Orchestrate containers using Docker compose

This tutorial is a step-by-step guide to teach you how to use the Docker compose tool to manage multiple contains from a single YAML configuration file.

Managing multiple containers individually can soon become troublesome if you have lots of containers. For a simpler Docker administration you can use a more advanced tool like docker­-compose which lets you manage multiple containers from a single configuration file.

Behind the scenes, the Docker­ compose tool leverages the Docker engine for pulling images, building the images, starting the containers in a correct order, and making the right links among the containers and services.

Install Docker Compose

After the installation, make sure that the docker-­compose has the right permissions and then start it:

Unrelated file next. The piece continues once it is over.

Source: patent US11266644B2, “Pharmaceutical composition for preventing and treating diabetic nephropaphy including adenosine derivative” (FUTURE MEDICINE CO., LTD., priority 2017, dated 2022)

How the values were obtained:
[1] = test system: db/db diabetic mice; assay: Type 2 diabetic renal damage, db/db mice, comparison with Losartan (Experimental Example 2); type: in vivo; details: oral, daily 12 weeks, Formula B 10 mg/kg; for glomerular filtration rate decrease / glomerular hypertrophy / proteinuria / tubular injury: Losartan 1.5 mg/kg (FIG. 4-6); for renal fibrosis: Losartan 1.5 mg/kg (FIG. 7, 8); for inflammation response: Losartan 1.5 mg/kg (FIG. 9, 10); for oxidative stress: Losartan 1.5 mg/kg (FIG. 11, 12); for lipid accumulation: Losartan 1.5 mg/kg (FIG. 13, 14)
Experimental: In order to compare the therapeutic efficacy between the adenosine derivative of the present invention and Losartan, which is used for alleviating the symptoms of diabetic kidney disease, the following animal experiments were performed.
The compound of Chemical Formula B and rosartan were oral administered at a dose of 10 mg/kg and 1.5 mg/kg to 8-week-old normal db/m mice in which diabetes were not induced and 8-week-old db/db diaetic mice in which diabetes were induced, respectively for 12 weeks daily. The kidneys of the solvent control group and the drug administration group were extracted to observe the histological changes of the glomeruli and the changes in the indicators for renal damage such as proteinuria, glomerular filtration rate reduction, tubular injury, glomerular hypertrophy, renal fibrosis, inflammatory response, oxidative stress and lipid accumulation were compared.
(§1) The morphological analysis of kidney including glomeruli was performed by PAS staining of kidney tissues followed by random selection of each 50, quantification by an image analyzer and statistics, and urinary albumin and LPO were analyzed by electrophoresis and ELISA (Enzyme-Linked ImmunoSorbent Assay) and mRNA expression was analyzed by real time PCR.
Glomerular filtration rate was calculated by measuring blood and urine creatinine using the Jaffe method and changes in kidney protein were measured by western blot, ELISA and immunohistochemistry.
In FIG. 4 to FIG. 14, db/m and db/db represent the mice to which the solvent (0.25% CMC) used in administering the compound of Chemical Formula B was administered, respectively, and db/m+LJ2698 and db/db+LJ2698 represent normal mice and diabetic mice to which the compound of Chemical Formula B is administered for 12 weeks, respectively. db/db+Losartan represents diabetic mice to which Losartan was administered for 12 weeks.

$ chmod +x /usr/local/bin/docker-­compose

The docker­-compose tool orchestrates containers using the docker­-compose.yml configuration file. This file defines the services to be executed, the relationships between them and their runtime properties. You need to use the YAML syntax in this file, which specifies for each service a list of keys:values; hence it is an human readable file.

A sample Docker Compose file

As an example, we will show how to start a Container Image of MySQL. Firstly, create a file docker-compose.yml file with the following content:

version: '3'
        container_name: mysql
        image: mysql
        extra_hosts: [ 'host.docker.internal:host-gateway' ]
        command: --default-authentication-plugin=mysql_native_password
        restart: always